There comes a time in everyone’s life when we need to take more safety precautions and get a little extra care, particularly after a stroke. As a senior, someone caring for a senior, or a younger stroke recovery survivor (or their caregiver), you have some options to explore. Doing a little research, and thoughtfully weighing needs, costs, and available options can help reveal the best decision for you or your loved one. There is no one template since every person is different and every family situation is different.
The spectrum of living options is vast depending on your needs. On one end of the spectrum is independent living. Seniors can stay in their current home and make modifications as needed to ensure safety, such as adding railings on stairs, grab bars in the bathrooms, and a seat in the shower. If you are a senior who loves your home and wants to age in place, as long as the costs to modify your home are not extensive, this can often be the best option. Just keep in mind that aging-in-place modifications for the bathroom can run anywhere from $700 to $40,000, though this figure depends on the size and magnitude of the project. Also, since unplanned things do happen it is best to figure into your calculations that you may need some live-out professional help who would come to the home, or even live-in help. With this alternative it would be advisable to have a personal monitoring service for the person in question.
Seniors can also move into an age-restricted community, which has homes designed for seniors and various social events. These communities have specified independent living facilities, which are typically houses or apartments but include the amenities of meals, housekeeping, planned activities, transportation, and on-site healthcare if needed. Independent living communities allow for autonomy while simultaneously meeting the needs of residents Also, you may want to find a facility who has some emergency medical staffing or at a minimum an alarm system which is wired to the police.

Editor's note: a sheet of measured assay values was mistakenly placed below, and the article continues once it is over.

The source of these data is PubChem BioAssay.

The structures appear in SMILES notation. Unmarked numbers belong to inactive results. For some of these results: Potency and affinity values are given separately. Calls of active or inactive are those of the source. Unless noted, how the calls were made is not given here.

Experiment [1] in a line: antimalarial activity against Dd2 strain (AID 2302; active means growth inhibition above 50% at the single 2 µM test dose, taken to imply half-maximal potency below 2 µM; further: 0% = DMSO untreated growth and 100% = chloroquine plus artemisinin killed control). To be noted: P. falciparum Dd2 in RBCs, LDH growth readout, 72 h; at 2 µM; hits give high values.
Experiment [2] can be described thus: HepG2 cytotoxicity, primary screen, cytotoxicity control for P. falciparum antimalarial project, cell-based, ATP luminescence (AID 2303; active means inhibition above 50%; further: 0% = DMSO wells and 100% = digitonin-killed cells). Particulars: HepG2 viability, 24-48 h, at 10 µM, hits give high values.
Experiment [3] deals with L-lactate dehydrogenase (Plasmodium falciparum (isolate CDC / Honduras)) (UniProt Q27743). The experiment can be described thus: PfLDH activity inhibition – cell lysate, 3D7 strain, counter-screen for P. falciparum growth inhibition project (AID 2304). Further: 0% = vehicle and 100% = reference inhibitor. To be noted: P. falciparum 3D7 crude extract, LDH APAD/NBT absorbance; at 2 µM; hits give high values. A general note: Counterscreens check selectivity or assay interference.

Another living option for seniors is shared housing, which is when a person shares a home with one or more strangers (though they don’t stay strangers for long). Perhaps the most significant benefit of home sharing is the companionship you gain. People who remain social on a daily basis typically eat better, exercise more, and engage in other healthy activities more often than those who are isolated. Shared housing also promotes independence. If you are single unquestionably having others around provides a safety net. Moreover, it can also be more cost-effective to live in a shared housing arrangement than to live in a senior living community.
Assisted living facilities are for seniors who need help with personal care, such as bathing, brushing teeth, preparing meals, and taking medication but who are not in need of skilled nursing. In Naples, FL there are many assisted living options to choose from. When you have multiple choices, you should always tour the facilities. Some facilities have shared rooms, some have studios, and others have apartments; therefore, expect to see varying options and monthly costs ranging from $1,500 to $7,604. Assisted living facilities provide the perfect mix of personal care help, medical care, socialization, meals and transportation, and they can be the perfect fit for someone who survived and is recovering from a stroke.
Nursing Homes and Skilled Nursing Facilities
Nursing homes provide around-the-clock care, supervision, medication, and food for long-term care residents. Skilled nursing facilities are similar in their care but are geared toward rehabilitation and short-term care. Both options require a medical necessity and are at the other end of the spectrum of living options for seniors. Staying at a nursing home or skilled nursing facility typically comes with a high price tag. Be sure to check with your insurance provider to see how much (if any) your long-term care or medical policy will cover.
If you’re looking into additional senior care for yourself or for a loved one, you have options. Do your homework to find out about independent living, shared housing, assisted living, nursing homes and skilled nursing facilities. Evaluate your needs and lifestyle preferences, make sure you understand the costs, and see which options are available in your area. You may find that one of the options mentioned here helps you to live your best life in your golden years.
If you need assistance working through these options you may want to see if there is a social worker or referral firm in your geography who can assist you, or your family in determining the best solution for your situation. Also, you can contact Stroke Recovery Foundation for referrals.